MONTEVIDEO – The corruption scandal involving Latin America’s biggest construction company, Odebrecht, took a dramatic turn Wednesday with the suicide of former Peruvian President Alan Garcia, who was embroiled in the affair.
According to the U.S. Justice Department, Odebrecht paid $788 million in bribes across 12 countries, and presidents as well as former heads of state and ministers were involved.
Here is a recap of the main countries hit by the ongoing scandal.
Brazil is at the origin of the sprawling corruption probe, known as “Car Wash,” which has claimed numerous corporate and political scalps.
Building everything from the Miami Heat basketball arena to a hydroelectric dam in Angola, Odebrecht S.A. has long been one of Brazil’s economic giants.
At the peak of his career at the company founded by his grandfather, Marcelo Odebrecht — originally sentenced to 19 years in prison but now serving a reduced sentence in his luxurious Sao Paulo mansion — was one of the most influential people in the country.
In 2018, Odebrecht agreed to pay a $700 million settlement to the Brazilian government as part of a $2.6 billion package the company has committed to shell out to the United States, Switzerland and Brazil.
Also in 2018, former Brazilian President Luiz Inacio Lula da Silva was sentenced to 12 years and one month in prison for accepting bribes from the company.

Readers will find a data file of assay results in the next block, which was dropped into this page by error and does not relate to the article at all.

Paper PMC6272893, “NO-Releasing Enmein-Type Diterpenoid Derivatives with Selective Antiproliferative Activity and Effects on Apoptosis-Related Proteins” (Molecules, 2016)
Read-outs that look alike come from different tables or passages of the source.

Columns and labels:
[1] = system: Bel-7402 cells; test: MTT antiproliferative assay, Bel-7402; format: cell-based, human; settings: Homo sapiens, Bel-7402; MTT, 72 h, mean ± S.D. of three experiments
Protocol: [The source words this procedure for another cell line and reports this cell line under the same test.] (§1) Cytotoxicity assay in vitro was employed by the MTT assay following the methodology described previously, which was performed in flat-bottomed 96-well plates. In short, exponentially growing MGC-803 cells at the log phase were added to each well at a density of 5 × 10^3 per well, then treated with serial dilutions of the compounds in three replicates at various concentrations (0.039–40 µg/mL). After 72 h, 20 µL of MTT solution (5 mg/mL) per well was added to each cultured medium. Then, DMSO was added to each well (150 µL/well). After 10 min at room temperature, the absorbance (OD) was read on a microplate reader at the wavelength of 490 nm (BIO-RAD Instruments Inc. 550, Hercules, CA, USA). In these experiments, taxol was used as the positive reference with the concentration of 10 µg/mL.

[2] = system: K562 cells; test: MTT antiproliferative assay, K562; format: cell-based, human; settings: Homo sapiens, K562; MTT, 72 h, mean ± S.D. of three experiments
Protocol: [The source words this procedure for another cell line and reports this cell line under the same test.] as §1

Other politicians in Brazil embroiled in the scandal include another former president, Michel Temer.
Peru is the other country hit hardest by the scandal. Odebrecht has admitted paying at least $29 million in bribes to Peruvian officials since 2004.
Garcia was one of four Peruvian ex-presidents embroiled in various corruption scandals, along with Pedro Pablo Kuczynski (2016-18), Ollanta Humala (2011-16) and Alejandro Toledo (2001-06).
Kuczynski in 2018 became the first president to resign over his connections to Odebrecht. He admitted receiving around $5 million from the company. Kuczynski was taken to a hospital suffering from high blood pressure on Wednesday. He had been arrested a week before and was being held under preliminary detention until April 20.
Ecuador’s vice president, Jorge Glas, was sentenced to six years in prison in 2017 for receiving $13.5 million in kickbacks. He was formally stripped of his office by Congress in 2018.
According to the prosecution, 22 people are in detention and 24 cases have been opened.
The scandal has also hit Venezuela, where the company has admitted to paying $98 million in bribes — the biggest payoff outside Brazil.
President Nicolas Maduro and members of the ruling party have been suspected of involvement in the affair, but the country’s justice system has shut down any investigations.
In Panama, Odebrecht has admitted paying $59 million in bribes. Two sons and three former ministers of the ex-Panamanian President Ricardo Martinelli have been accused of collecting bribes.
In the Dominican Republic, the company has admitted paying $92 million in bribes to gain contracts in the country. Seven people have been accused of corruption.
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